"Did you read about
the robbery at the Food House last night?" Jackson Robert asked his wife as they
sat in the living room after dinner.
"No, but it sure was a mess
when I did my shopping today," she answered as she moved her favorite chair in front
of the television.
"What happened?" Job
"Someone broke into the Food
House last night and stole all the paper bags," his father told him.
"So, they had nothing to put
the food in," Jackson Robert said, turning the page of the newspaper.
"It was crazy," Erta
said. "Luckily Jem Marconi had already heard about it so she brought a bunch of
bags with her. She had a couple extras so she gave them to me. You know there
were people out front selling old used bags for fifty cents each? Ratty, disgusting,
"Why would someone do
that?" Job asked.
"To make money," Jet
"I know that, you
twerp," Job shot back. "Why would they steal the bags?"
"Why are you asking
me?" Jet asked.
"It's a good thing you took
the bus last night," Erta said, trying to break up the impending argument,
"or you might have been right there when it happened."
"Yeah," Jet replied
disinterestedly, "life's strange that way."
Erta slid her chair until it was
three feet in front of the TV screen as she did every night after dinner. And this is
where it would stay until it was time for bed.
"The good book says 'forgive
us our trespasses', and that my friends is a noble request," the Quite Reverend John
Joseph Matthew Paul III said, staring out of the TV screen and directly into Ertas
eyes. "And the good book also says 'as we forgive those who trespass against
us', and that too my friends is an honorable goal. But the good book, in all its
infinite wisdom, does not tell us how to achieve these goals. No, my brothers
and sisters of the Lord, the good book tells us over and over to forgive, but it doesn't!...say!...HOW!"
Erta watched the Quite Reverend
in the morning, afternoon, and again at night; it was an endurance test to see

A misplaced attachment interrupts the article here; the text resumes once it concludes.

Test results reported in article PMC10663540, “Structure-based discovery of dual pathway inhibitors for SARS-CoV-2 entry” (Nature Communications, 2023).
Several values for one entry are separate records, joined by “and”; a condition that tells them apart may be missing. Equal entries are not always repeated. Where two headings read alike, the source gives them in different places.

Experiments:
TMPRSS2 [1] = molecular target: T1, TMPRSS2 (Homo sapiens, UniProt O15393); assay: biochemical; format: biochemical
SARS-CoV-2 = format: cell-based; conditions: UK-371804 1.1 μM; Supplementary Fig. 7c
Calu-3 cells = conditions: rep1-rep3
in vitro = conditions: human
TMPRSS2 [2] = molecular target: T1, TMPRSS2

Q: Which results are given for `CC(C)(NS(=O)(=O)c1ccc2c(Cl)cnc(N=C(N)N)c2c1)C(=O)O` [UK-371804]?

whether the Quite Reverend could broadcast longer than Erta could watch. So far it was a
"Now I can hear you right
this very second saying to yourselves, 'Just one moment Quite Reverend John
Joseph Matthew Paul III, aren't we supposed to turn the other cheek?' Well, I think
not, brothers and sisters. 'Then do we turn plowshares into swords or vice versa?',
you ask. No, we do not. 'Then what do we do?' you may ask. 'Do we render unto
Caesar that which is Caesar's?' And to this verily I say yes!...we!...DO!"
Jackson Robert neatly folded his
newspaper as he left the room. The broom closet in the back hall was calling to him:
"Clean me! Straighten me!". Job left the room to spend some quality time in the
bathroom with a copy of Penthouse and an image of Diana Perkins firmly in his brain. Jet
stayed and watched his mother.
"I know you have
trespassed and beg forgiveness," the Quite Reverend continued. "I know
others have trespassed against you and you wish to forgive them. And I know
you've got the discombobulated idea that forgiveness is free. But friends, I'm here to
tell you that nothing in this life is free. That's right, absolutely nothing. There
ain't no such thing as a free lunch. And there's no such thing as free forgiveness. Unless
you pay dearly in this lifemark my word as I live and breathe!nothing will be
free in the glorious hereafter. Free may be a part of freedom, but that's just a
word, not the price tag."
Every night for the past three
months the Quite Reverend's bleating pleas serenaded the Banker household. Last year
it had been Reverend Andrew Divine. A year before that, Dr. Bobby Ray Carlton. And on and
on. It was hard for Jet to tell them apart, even if he watched themwhich he
usually didntexcept that by paying close attention he could detect the hissing
lateral emission 's' of the Reverend Julius Hershey. Trying to pick a
favorite would be like saying you prefer turnips over rutabagas.
"The price is not cheap,
brothers and sisters, for nothing worth having comes cheap. If you want the best in the
hereafterand my friends I know each and every one of you doyou will have
to pay, and you all know there's no time like the present. So open your hearts, open
your purses, open your wallets, and we'll open the phone lines. My brethren, the Lord
Jesus Christ is ready to log your call."
Jets head dropped as he
drifted off to sleep, a familiar, almost comforting sound joining the Quite Reverend's
voiceErta was dialing the telephone.
"While I pray silently,
begging the forgiveness of those who won't seek the forgiveness of others, I remind
you that I, the Quite Reverend John Joseph Matthew Paul III, will be bringing my ministry
to your area very soon."
Yes, the Quite Reverend John
Joseph Matthew Paul III was coming to town.
[ Chapter 11 ]